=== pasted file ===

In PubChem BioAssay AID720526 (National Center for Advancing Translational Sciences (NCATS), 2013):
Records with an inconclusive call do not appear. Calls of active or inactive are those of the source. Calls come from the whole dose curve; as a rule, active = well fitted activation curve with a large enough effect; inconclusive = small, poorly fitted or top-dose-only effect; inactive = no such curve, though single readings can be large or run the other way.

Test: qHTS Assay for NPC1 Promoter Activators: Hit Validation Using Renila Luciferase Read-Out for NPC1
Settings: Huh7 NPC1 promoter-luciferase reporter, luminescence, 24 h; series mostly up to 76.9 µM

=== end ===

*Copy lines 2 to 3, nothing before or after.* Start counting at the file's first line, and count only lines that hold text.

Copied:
Records with an inconclusive call do not appear. Calls of active or inactive are those of the source. Calls come from the whole dose curve; as a rule, active = well fitted activation curve with a large enough effect; inconclusive = small, poorly fitted or top-dose-only effect; inactive = no such curve, though single readings can be large or run the other way.

Test: qHTS Assay for NPC1 Promoter Activators: Hit Validation Using Renila Luciferase Read-Out for NPC1